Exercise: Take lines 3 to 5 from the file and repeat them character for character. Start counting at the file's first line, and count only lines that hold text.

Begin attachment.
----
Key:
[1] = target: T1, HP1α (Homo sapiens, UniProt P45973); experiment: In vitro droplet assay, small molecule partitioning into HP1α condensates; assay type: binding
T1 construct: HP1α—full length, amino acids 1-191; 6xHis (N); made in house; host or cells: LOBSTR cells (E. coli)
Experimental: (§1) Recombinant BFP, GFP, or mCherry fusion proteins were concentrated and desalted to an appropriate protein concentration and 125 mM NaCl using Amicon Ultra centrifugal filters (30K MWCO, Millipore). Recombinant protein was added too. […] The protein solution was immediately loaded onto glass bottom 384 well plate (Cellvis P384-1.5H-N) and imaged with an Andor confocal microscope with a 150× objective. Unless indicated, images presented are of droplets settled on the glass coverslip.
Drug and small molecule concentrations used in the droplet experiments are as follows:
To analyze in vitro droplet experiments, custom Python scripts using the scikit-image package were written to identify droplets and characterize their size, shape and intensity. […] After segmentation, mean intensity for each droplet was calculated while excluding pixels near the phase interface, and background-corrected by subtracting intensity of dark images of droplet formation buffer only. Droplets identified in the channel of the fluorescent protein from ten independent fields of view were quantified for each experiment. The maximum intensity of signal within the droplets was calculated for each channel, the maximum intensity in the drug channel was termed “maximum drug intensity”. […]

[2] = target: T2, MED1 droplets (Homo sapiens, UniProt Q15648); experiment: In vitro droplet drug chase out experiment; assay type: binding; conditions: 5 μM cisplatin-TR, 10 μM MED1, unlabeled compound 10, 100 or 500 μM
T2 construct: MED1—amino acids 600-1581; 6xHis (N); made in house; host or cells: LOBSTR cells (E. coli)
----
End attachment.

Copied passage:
T1 construct: HP1α—full length, amino acids 1-191; 6xHis (N); made in house; host or cells: LOBSTR cells (E. coli)
Experimental: (§1) Recombinant BFP, GFP, or mCherry fusion proteins were concentrated and desalted to an appropriate protein concentration and 125 mM NaCl using Amicon Ultra centrifugal filters (30K MWCO, Millipore). Recombinant protein was added too. […] The protein solution was immediately loaded onto glass bottom 384 well plate (Cellvis P384-1.5H-N) and imaged with an Andor confocal microscope with a 150× objective. Unless indicated, images presented are of droplets settled on the glass coverslip.
Drug and small molecule concentrations used in the droplet experiments are as follows: